That dream survived a scare last Saturday when Royal Delta had held on for narrow victory over 28-1 shot Tiz Miz Sue in the Delaware Handicap. The victory margin by the odds-on favorite in the mile and a quarter race was shy of what her backers had hoped, but she fought hard in the final yards over a Delaware Park track that can be a demanding, love-or-hate surface.

It was a good road win by Hall of Fame trainer Bill Mott’s star, who improved her career record to 7-2-1 from 12 starts with earnings of $2,263,851. Mott said Royal Delta would likely run next against females in the Grade I Personal Ensign at Saratoga.

Mott has not revealed any plans to run his star against males, but owner Besilu Stables, who purchased Royal Delta following last year’s Breeders’ Cup, sent her to Dubai in March to take on males in the $10 million World Cup. She endured an extremely difficult journey that day and finished ninth, and the race is a throw-out.

Royal Delta would almost certainly need to face and defeat males once or twice to have a shot at continuing the recent female domination of the Eclipse Award’s “Horse of the Year” category. But she’s a strong and marvelously-talented filly, and Mott, the all-time win leader at Churchill Downs, will have Royal Delta ready for any path that is chosen.

The human “Girl Power” parade enjoyed new success last weekend when Napravnik piloted unbeaten two-year-old Bern Identity to victory in the Grade III Sanford Stakes at Saratoga. The victory was her first at Saratoga and another significant step in a career-year topped by her success in the Kentucky Oaks.

Napravnik, now in her eighth year of riding, has crashed the top 10 in total earnings by American riders for the first time, and also ranks solidly in the top 20 in 2012 victories.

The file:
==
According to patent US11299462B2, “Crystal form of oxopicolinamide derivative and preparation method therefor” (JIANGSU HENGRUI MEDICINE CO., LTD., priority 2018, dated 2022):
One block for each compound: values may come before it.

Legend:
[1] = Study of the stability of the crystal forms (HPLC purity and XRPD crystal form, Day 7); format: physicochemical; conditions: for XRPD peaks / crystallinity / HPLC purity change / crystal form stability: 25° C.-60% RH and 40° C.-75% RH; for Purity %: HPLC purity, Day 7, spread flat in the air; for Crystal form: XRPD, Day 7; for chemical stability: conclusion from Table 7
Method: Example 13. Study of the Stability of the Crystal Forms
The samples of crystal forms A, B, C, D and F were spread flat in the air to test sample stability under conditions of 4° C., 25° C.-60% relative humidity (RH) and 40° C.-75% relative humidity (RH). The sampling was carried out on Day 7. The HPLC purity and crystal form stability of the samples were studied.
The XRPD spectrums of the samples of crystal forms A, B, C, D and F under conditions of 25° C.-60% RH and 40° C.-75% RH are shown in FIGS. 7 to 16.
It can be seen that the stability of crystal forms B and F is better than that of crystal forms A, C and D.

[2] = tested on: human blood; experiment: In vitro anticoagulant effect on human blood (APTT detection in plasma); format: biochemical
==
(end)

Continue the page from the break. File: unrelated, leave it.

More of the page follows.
Bubbling below the top 100 in earnings by U.S. jockeys is Sutherland, who finished second aboard Game On Dude in last fall’s Breeders’ Cup Classic at Churchill Downs, falling just short of becoming to first woman to win that race. But she teamed with Game On Dude to make history this summer with a victory in the Grade I Hollywood Gold Cup, becoming the first woman to win in the 73-year history of a race first won by Seabiscuit in 1938.

If both women stay healthy and avoid injury, they have strong chances for success in the Breeders’ Cup and other major races through the late summer and fall. Game On Dude would likely be a lukewarm favorite for the 2012 Breeders’ Cup Classic if the race was run today, and Sutherland has a firm grasp on that mount. Napravnik and Believe You Can will have chances in the coming weeks to prove that the Oaks winner belongs in this year’s Ladies’ Classic. And the major success by both riders this year will likely lead to opportunities to secure other quality mounts in big North American races through the remaining months of 2012.

American racing and its fans suffered a collective punch in the gut when Kentucky Derby winner I’ll Have Another’s Triple Crown bid was ended by injury just shy of the Belmont Stakes starting gate, and the sport awaits the emergence of new stars to fill the void. Continued success by racing’s growing roster of female heroes, equine and human, should add significant sizzle to the run to the Breeders’ Cup and the final months of 2012.